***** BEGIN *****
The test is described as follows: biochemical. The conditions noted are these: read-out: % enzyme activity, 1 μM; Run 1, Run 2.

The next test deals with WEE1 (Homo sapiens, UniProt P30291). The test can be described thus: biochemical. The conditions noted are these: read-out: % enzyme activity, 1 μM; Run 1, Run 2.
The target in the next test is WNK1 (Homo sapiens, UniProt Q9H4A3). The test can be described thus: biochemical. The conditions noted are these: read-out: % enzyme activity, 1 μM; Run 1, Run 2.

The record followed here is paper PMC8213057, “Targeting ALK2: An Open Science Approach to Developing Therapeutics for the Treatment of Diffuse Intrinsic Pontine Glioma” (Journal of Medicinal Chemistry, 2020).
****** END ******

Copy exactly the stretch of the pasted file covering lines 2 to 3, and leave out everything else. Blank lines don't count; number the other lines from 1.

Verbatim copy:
The next test deals with WEE1 (Homo sapiens, UniProt P30291). The test can be described thus: biochemical. The conditions noted are these: read-out: % enzyme activity, 1 μM; Run 1, Run 2.
The target in the next test is WNK1 (Homo sapiens, UniProt Q9H4A3). The test can be described thus: biochemical. The conditions noted are these: read-out: % enzyme activity, 1 μM; Run 1, Run 2.